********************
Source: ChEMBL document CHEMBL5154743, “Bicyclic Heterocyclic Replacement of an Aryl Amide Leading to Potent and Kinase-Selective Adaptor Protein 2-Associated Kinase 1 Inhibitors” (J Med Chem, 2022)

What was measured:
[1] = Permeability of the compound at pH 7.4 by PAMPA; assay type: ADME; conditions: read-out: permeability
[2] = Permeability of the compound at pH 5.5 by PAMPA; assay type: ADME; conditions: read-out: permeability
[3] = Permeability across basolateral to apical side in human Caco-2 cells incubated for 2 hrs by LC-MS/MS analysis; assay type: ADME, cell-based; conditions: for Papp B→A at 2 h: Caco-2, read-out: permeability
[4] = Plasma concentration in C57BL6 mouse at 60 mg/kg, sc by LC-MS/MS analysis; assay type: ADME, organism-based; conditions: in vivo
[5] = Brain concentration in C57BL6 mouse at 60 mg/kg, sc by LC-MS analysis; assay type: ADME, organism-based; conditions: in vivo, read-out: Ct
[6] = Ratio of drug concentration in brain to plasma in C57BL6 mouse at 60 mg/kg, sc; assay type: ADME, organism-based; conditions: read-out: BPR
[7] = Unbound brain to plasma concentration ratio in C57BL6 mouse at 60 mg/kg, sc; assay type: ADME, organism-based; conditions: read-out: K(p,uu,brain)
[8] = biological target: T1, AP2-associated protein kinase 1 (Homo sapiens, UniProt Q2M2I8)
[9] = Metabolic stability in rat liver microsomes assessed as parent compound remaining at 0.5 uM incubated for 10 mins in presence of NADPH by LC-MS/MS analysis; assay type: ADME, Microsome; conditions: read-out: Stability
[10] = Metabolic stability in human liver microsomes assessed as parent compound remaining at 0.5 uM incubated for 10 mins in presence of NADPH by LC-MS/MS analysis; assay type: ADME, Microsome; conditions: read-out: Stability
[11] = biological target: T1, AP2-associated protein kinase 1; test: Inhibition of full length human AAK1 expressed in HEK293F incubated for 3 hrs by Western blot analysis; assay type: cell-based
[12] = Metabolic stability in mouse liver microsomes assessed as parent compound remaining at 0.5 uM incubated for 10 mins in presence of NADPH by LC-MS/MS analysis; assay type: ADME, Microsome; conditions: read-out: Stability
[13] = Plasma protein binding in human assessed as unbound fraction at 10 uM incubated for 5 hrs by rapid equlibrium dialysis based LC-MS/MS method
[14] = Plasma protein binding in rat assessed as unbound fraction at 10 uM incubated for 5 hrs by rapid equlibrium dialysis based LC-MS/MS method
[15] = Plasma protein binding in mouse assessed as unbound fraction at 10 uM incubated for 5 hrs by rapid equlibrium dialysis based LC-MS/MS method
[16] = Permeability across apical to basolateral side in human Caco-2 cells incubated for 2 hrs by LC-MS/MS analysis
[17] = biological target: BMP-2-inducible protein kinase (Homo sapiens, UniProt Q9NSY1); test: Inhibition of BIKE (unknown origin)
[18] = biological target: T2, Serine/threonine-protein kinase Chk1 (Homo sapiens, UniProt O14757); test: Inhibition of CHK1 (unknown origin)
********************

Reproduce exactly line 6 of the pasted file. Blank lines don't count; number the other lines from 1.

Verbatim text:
[4] = Plasma concentration in C57BL6 mouse at 60 mg/kg, sc by LC-MS/MS analysis; assay type: ADME, organism-based; conditions: in vivo